Pope issues Vatican reform aimed at combating abuse
Pope Francis on Saturday unveiled a new constitution for the Holy See that will place term limits on clerics, better protect minors and allow women to head Vatican departments for the first time.
The Praedicate evangelium, or “Preach the Gospel,” will be enacted on June 5 as the new constitution for the Catholic church’s governing body. It replaces the 1988 constitution passed by Pope St. John Paul II.
According to a release from the Vatican, the new constitution allows any baptized lay Catholic, or an ordinary member of the church, to be appointed to governmental roles.
That opens the door for women to head a Vatican department for the first time.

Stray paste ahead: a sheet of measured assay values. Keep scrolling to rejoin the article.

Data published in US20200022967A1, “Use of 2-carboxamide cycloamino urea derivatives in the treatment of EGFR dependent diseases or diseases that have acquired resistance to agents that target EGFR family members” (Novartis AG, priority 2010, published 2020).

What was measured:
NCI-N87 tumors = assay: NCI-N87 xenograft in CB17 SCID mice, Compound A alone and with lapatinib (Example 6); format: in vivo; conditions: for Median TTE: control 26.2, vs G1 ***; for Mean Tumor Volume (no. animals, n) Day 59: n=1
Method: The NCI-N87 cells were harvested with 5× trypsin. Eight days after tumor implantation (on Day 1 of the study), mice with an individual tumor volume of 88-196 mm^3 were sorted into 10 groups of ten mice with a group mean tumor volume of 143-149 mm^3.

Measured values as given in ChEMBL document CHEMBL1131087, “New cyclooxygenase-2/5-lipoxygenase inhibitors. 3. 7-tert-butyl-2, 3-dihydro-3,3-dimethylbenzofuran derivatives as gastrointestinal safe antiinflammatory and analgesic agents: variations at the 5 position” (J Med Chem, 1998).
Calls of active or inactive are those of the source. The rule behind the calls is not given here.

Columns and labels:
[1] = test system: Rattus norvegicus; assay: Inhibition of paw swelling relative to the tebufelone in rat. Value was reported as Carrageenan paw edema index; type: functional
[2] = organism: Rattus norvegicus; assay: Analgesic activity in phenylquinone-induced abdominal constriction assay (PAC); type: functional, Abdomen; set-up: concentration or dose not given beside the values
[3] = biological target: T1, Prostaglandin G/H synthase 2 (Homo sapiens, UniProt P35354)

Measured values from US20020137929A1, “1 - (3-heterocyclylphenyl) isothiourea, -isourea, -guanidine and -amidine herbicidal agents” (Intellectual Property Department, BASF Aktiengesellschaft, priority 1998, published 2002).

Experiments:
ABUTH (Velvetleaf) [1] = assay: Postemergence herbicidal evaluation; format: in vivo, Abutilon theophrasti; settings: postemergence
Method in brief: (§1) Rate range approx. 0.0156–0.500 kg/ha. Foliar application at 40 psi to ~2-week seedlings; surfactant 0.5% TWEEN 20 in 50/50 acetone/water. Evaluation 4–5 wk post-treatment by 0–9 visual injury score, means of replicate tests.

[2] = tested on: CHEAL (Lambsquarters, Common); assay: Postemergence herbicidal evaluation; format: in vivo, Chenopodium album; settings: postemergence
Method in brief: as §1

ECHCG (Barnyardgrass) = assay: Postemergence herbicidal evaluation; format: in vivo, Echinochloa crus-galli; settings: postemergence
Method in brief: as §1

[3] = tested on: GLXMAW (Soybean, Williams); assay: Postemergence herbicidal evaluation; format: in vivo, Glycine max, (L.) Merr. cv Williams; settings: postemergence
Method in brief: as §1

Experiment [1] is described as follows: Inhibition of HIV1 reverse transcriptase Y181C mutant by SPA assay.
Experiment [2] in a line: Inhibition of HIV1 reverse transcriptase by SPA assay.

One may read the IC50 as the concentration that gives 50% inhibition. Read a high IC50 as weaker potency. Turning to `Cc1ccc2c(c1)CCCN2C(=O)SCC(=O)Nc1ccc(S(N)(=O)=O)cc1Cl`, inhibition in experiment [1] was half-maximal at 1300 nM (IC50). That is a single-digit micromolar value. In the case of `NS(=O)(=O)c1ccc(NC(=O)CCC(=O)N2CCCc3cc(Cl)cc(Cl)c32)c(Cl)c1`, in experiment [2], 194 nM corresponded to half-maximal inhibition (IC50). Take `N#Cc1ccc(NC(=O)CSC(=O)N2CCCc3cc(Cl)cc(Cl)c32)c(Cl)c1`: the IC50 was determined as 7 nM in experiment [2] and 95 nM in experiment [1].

“One cannot fail to take this into account in the updating of the Curia, whose reform, therefore, must provide for the involvement of laymen and women, even in roles of government and responsibility,” the constitution reads.
The Praedicate evangelium also unifies the Commission for the Protection of Minors into the Doctrine of Faith, a department known as a dicastery.
The commission’s task is to protect minors and vulnerable persons which has repeatedly mired the Catholic church in scandal, and moving it into a larger department could potentially help combat sexual abuse among clergymen.
Those serving in the government of the Holy See will also be restricted to two terms of five years.